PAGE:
T Ma, B Rubin, B Grobelny, R Elliott, D Zagzag, D Harter, I Mikolaenko
aqueductoplasty, cysticercosis, obstructive hydrocephalus, outflow obstruction
T Ma, B Rubin, B Grobelny, R Elliott, D Zagzag, D Harter, I Mikolaenko. Management of Trapped Fourth Ventricle in Patient with Cerebral and Spinal Neurocysticercosis. The Internet Journal of Neurosurgery. 2009 Volume 7 Number 2.
Neurocysticercosis (NCC) is the most common parasitic infection of the CNS. Surgical intervention is often required to treat for hydrocephalus with neuroendoscopy emerging as a logical alternative to craniotomies. While cranial NCC cases have increased in the United States, spinal NCC incidences have remained relatively low. We report a case of trapped fourth ventricle and myelopathy from both concomitant cranial and spinal NCC. This patient exhibited a subacute thoracic myelopathy and acute deterioration from a trapped fourth ventricle (TFV) from aqueductal and fourth ventricular outflow occlusion. She underwent urgent posterior fossa exploration. A fourth ventricular lesion consistent with NCC was removed from the distal aqueduct and the aqueduct was opened via aqueductoplasty with a ventricular catheter and balloon dilatation. She improved following surgery without extraoccular dysfunction. Intraoperative visualization and postoperative MRI flow-studies confirmed patency of the aqueduct and there was complete resolution of her fourth ventricle dilatation. With antiparasitic and corticosteroid therapy, her myelopathy has slowly improved over 9 months of follow-up.
CSF: cerebrospinal fluid
CT: computed tomography
MRI: magnetic resonance imaging
TFV: trapped fourth ventricle
Paranoli first described cysticercosis in the central nervous system (CNS) in 1550, but
The disease begins first with taeniasis, which arises from the human ingestion of undercooked pork containing cysticercal larvae that then develop into the adult worm in the human small intestine. Eggs are excreted into human stool and ingested by pigs or humans. Cysticercosis is the stage in which the eggs hatch and the larvae penetrate the intestinal mucosa to enter the bloodstream and migrate to muscle, brain, or eyes.31,44,46,52
NCC disseminates through the CNS via small capillaries to enter the parenchyma or via the choroid plexus to enter the ventricles and subarachnoid space. Approximately 60 to 92% of NCC patients have brain parenchymal involvement, while up to 20% of patients have intraventricular NCC.2,16,28,34,35,37,38,41 The disease is often self-limited unless symptomatic hydrocephalus develops, necessitating surgical intervention. 2,9,30,44,46,49,57,59 NCC may also result in epileptic seizures, meningitis, intracranial hypertension, and focal neurological deficits. 13 In endemic regions, NCC is the most common cause of seizures and hydrocephalus. 18,41 Spinal NCC often presents with myelopathy and progressive weakness from compression of the spinal cord or cauda equina. 32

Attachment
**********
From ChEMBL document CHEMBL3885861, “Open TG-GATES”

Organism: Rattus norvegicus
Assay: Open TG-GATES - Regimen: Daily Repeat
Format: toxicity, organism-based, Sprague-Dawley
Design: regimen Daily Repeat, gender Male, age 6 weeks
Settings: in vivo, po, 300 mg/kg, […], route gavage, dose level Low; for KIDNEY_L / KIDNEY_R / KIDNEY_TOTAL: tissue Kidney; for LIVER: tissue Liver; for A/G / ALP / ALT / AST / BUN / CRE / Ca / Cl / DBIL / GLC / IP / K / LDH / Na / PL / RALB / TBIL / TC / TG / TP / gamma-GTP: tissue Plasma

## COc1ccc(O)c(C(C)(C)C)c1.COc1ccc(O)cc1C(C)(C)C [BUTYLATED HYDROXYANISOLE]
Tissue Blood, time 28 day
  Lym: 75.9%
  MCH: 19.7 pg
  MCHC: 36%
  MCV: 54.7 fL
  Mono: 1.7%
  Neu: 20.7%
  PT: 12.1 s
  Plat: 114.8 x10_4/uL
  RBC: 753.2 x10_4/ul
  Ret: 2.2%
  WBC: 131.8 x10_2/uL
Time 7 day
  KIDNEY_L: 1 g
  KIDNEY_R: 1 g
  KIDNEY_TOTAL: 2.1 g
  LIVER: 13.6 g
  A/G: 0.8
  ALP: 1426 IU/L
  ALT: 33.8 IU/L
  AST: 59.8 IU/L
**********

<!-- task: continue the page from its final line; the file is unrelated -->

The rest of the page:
We report a case of TFV and myelopathy from NCC. This patient exhibited a subacute thoracic myelopathy and acute deterioration from a TFV from aqueductal occlusion. She underwent urgent posterior fossa exploration. A lesion consistent with NCC was removed from the distal aqueduct and the aqueduct was opened via aqueductoplasty with a ventricular catheter and balloon dilatation. She improved following surgery without extraoccular dysfunction. Intraoperative visualization and postoperative MRI flow-studies confirmed patency of the aqueduct and there was complete resolution of her fourth ventricle dilatation. With antiparasitic and corticosteroid therapy, her myelopathy has slowly improved over 9 months of follow-up.
NCC was suspected. A ventriculoperitoneal shunt was placed at that time with resolution of her headaches. The records were unavailable and it was unclear if the patient completed the prescribed antihelminthic treatment.
During the two years prior to her most recent presentation, she had experienced progressive deterioration in her gait and relied on a walker for ambulation. She presented to our center complaining of three days of acute headache and one day of severe nausea and vomiting.
Video 1. Narrated video showing the steps of the dissection, cyst removal and aqueductoplasty.
Postoperatively, the patient had complete resolution of her headaches, nausea and vomiting. Pathology, serological and CSF laboratory studies confirmed the diagnosis of NCC.
Postoperative MRI flow-study revealed a patent aqueduct and decrease in diameter of the fourth ventricle.
She was also treated with high-dose corticosteroids for 8 weeks and a protracted course of albendazole. After 1 week of antiparasitic therapy and steroids, she evinced improvement in her gait and signs of myelopathy. She completed her course of antibiotics and continues to have improvement in her lower extremity coordination and strength. All spinal lesions have decreased in size and none have required laminectomy and removal by 9 months following initiation of antihelminthic therapy.